Many consumers are becoming conscious of the perils of supporting businesses that show little regard for the environment.
For instance, a study by Dentsu international and Microsoft Advertising concluded that 60% of surveyed consumers indicated that they “will boycott brands … that do not take action on climate change.”
You, too, can demonstrate your commitment to reducing your environmental footprint by voting with your wallet and choosing to support companies showing a commitment to preserving the environment.
6 Support Sustainability Campaigns
For people to live more sustainably and commit to reducing their carbon footprint, they must have sufficient knowledge about the dangers of disregarding the damage caused by human activities on the environment. This knowledge can be effectively spread through sustainability campaigns.
In her article published by TheGuardian.com, Charlotte Lytton presents some of the top climate change campaigns. Lytton uses the GetUp! Action for Australia campaign that’s attracted over 600,000 participants as an example.
Suppose you can’t physically join a campaign by marching down the street. In that case, you can play your part by providing financial support or spreading the word on social media platforms.
7 Drive Less or Drive Green
According to the EPA, “Greenhouse gas (GHG) emissions from transportation account for about 27 percent of total U.S. greenhouse gas emissions, making it the largest contributor of U.S. GHG emissions.”
To reduce your environmental footprint, you will need to start by driving less. The EPA has some suggestions on how you can do this:
- Don’t drive alone; carpool with friends.
- Use public transit.
- Walk or bike.
- If your city has bike-share programs, use them.
- Use ride-sharing services.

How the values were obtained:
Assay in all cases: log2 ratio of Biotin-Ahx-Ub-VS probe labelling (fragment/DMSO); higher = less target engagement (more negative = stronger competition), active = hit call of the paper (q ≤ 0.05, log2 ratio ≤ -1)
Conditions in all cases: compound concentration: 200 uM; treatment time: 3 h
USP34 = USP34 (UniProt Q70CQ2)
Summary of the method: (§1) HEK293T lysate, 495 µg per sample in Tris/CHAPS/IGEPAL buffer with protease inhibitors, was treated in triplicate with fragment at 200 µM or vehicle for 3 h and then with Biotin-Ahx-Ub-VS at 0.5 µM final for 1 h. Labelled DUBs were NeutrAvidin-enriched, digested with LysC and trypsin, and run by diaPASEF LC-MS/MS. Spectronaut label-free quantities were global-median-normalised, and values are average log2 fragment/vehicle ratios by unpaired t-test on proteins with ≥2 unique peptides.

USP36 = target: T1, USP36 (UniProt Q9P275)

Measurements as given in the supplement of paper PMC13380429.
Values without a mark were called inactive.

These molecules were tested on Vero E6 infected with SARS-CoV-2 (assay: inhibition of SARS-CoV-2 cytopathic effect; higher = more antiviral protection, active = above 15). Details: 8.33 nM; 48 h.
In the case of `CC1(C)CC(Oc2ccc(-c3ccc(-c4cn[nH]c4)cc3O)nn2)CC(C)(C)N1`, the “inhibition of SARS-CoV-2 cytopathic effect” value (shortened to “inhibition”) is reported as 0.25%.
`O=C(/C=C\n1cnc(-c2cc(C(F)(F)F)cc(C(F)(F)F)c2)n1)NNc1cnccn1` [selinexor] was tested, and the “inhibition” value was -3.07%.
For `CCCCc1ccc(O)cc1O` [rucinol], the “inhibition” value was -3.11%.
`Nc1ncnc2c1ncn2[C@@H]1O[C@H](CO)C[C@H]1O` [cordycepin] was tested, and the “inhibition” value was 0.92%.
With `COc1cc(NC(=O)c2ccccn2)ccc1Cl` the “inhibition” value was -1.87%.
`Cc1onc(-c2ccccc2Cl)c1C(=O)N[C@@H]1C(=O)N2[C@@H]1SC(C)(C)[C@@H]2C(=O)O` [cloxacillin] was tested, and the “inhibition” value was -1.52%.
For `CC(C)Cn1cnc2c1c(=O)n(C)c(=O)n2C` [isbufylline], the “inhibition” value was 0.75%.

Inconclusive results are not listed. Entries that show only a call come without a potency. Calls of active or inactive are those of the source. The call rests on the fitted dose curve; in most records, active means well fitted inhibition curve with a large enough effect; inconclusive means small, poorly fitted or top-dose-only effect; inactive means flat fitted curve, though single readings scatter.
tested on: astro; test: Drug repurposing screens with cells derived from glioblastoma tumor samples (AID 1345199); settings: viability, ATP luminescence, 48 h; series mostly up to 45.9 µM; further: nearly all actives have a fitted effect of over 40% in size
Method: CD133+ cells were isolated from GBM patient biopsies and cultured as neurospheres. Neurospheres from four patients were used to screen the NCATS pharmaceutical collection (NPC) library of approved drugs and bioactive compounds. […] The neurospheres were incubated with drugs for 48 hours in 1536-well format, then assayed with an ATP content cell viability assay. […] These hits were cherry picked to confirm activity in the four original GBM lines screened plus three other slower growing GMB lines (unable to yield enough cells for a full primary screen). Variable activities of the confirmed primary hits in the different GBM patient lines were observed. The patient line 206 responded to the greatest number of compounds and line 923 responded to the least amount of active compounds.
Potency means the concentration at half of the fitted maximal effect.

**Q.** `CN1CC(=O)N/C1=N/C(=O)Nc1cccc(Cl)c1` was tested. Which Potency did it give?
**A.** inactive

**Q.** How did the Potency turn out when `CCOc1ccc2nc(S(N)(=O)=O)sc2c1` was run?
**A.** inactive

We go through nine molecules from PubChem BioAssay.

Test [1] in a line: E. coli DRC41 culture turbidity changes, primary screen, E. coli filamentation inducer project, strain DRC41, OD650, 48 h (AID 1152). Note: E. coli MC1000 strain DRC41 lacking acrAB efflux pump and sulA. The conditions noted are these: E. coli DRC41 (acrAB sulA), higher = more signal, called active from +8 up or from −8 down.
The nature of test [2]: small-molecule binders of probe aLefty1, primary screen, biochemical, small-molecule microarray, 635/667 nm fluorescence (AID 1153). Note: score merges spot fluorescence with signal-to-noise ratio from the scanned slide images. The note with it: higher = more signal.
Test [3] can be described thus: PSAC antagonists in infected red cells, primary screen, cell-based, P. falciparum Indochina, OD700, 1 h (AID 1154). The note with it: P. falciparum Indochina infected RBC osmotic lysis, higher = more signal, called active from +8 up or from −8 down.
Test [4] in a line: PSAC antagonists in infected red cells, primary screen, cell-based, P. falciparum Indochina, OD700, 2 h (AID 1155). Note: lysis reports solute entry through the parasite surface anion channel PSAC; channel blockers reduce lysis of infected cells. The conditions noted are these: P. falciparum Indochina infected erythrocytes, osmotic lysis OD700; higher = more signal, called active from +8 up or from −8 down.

- Plan so that you can accomplish several tasks in a single trip.
- If your job permits, work from home as much as you can.
If you have to drive, find a fuel-efficient car or an electric vehicle. You also need to ensure that the vehicle you drive is well maintained.
8 Switch to Renewable Energy
The long-term answer to the challenges of using fossil fuels is switching to renewable energy. One organization tackling the climate change threat, The Nature Conservancy, agrees, “A transition to renewable energy is good for people and the planet.”
The Nature Conservancy adds, “It will mitigate climate change by reducing greenhouse gas emissions, improve human health and the environment by decreasing air and water pollution, and support jobs and economic development.”
Homeowners can effectively switch to renewable energy by installing solar panels. Even though they may be expensive initially, solar panels will provide cheaper energy over the long term.
9 Recycle Everything You Can
Recycling ensures that we do not always go back to a rapidly depleting environment to take care of our needs; we can reuse what we have already extracted. It also means using less power manufacturing stuff from the beginning and transporting raw materials.
The EPA lists some common materials that can be recycled, including paper, plastics, glass, aluminum, electronics, batteries, tires, and used oil. The agency also notes that when you decide to recycle, you have just taken the initial step. It is also vital that the items are recycled correctly.
Writing for the magazine dedicated to home building, renovations, and remodeling, TheSpruce.com, Elizabeth Larkin, provides some tips on how to recycle everything in your home.
If we buy less new stuff, we reduce the need for resources used to create these items. One way to ensure you buy less new stuff is to repurpose the items you already have.
Steven Peters, who writes for USAToday.com, supports the idea of upcycling. He says, “… the reimagined objects take the place of new purchases, they save the energy and reduce the greenhouse gas emissions required for their manufacture.”
11 Eat Less Meat
It can be pretty challenging to connect eating meat to environmental degradation. However, the independent global campaigning network Greenpeace is clear about this connection.
The organization writes, “The industrial meat system requires a huge amount of land to sustain itself. Forests, particularly in South America, are deliberately slashed and burned every year to graze cattle and grow enough crops to feed billions of farmed animals.”
If you are wondering how to reduce your meat consumption and mitigate climate change, Melissa Clark of the New York Times has some great ideas to help you get started.
12 Read Labels
To support environmentally friendly products, it’s vital that you pay attention to labels. Eco-labels on the products you buy can assist you in making informed decisions about the specific products that end up in your trolley.
Understanding eco-labels can be quite difficult for laypeople, especially if you consider that there are more than 450 eco-labels to contend with. Earth911.com has created a guide to help readers understand these labels.